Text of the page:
Metals are jostling for position to be a part of the next wave of battery technology for electric vehicles

  Photo: Shutterstock

Photo: Shutterstock

Assumptions of how many electric vehicles are going to be on the round in 10 or 20 years are subject to all sorts of factors: what will government policies be? What will be the price of gasoline and diesel? How quickly can OEMs build them and will the public accept them?

Another huge question: batteries. Not just whether the capacity to build them can be added quickly enough but the more complex question of whether the metals that they are built out will be in adequate supply.

That was the key focus of the first-ever S&P Global Platts Battery Metals Conference in New York on Tuesday. Whether there is going to be adequate metals supply, and which metals will be desired, was the overriding subject of a day-long debate on the first day of the two-day conference.

The chemistry of the individual battery creates different strengths and weaknesses. For example, Roman Kramarchuk, the head of technology policy and energy analytics for S&P Global Plats, said a lithium nickel/manganese/cobalt battery is good for electricity storage and vehicles, while a lithium iron phosphate battery can be preferred for storage and for larger vehicles. "There are always tradeoffs in terms of cost and density," Kramarchuk said.

Even as battery improvements are being made, Kramarchuk cautioned that other technologies that batteries will need to compete with are not standing still. He said there was likely to be a natural gas vehicle conference going on somewhere at the same time as the battery metals conference, and "there is also hydrogen lurking in the background in terms of energy storage and transportation."

Essentially there are three key risks for the future in lithium ion batteries, Kramarchuk said. The first is what changes in the price for lithium and other components mean for battery updates. The second is technology, and whether technologies are getting locked in during the construction of an auto plant, thereby possibly foreclosing the adoption of newer, better technologies. The third is policy and regulatory risks. "If you look, as soon as subsidies are pulled away, you see a tremendous drop in installed vehicles, even in places like Denmark," Kramarchuk said.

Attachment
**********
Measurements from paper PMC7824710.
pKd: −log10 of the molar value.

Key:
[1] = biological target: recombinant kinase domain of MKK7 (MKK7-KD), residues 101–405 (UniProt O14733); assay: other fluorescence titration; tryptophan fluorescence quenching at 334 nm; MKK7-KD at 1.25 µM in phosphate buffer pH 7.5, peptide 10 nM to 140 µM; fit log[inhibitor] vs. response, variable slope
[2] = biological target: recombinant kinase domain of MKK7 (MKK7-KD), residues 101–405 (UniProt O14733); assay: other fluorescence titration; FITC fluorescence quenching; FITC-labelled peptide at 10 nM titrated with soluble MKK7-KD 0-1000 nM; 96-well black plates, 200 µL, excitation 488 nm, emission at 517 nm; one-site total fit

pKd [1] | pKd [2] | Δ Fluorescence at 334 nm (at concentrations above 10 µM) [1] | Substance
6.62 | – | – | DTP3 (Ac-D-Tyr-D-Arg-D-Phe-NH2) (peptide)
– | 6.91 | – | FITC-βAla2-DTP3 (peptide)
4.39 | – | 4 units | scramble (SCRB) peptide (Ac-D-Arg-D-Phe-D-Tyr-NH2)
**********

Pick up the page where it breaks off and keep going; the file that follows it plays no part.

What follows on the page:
"How easy is it to change chemistries if metals prices shift and there is pressure to use more or less of a metal?" Kramarchuck asked.

As Kramarchuck noted, developments in battery technology "are not necessarily a quick process. It can take 10 years to go from introduction to full development. These are the technologies of the future, but they will not sneak up on us."

Plenty of lithium out there…in the ground

One issue that everyone agreed with is that reserves of lithium are not an issue. The world has ample reserves of it, though there is concern that the world is overly dependent upon Chile, Argentina, China and Australia.

And that’s a good thing, because the numbers on expected growth of lithium demand are staggering. According to figures presented by Kramarchuck, in 2017, the world produced 230 kilotons of lithium carbonate equivalent (LCE). Passenger light-duty electric vehicles were 15% of total consumption.

 In 2025, the figure for LCE  consumption by EVs is expected to be 280 kt given the projected increase in adoption, so that EV consumption of lithium in seven years will exceed the consumption of all lithium now.

In the case of cobalt, total production now is about 110 kt. By 2025, the expectation is that consumption just from EVs will be 80-100 kt. By 2030, that cobalt figure will be anywhere from 170-300 kt.

The irony is that even with projections of massive growth in demand over the next 15-20 years, the market is expecting a surplus of lithium in the next few years. Mustafa Hafeez, a director at Deutsche Bank, said the market is "still trying to understand the trajectory of the mineral in the coming year," but there is a consensus that with new projects slated to come online in the near future, there will be a surplus of lithium. And then, as Hafeez noted, the market becomes "circular," with the low prices discouraging investment in the projects that are going to be needed for the years after the surplus disappears.

The equity markets for companies that produce lithium, Hafeez said, "are pricing in a medium-term oversupply."

The fact is that lithium prices have been weakening in recent months. While S&P Global Platts only recently launched its first lithium assessment, it already has seen a decline in its North Asia lithium hydroxide price to $18,000/mt from $19,000/mt in early September.  The website for Benchmark Minerals reported that the price was about $23,000/mt in March of this year.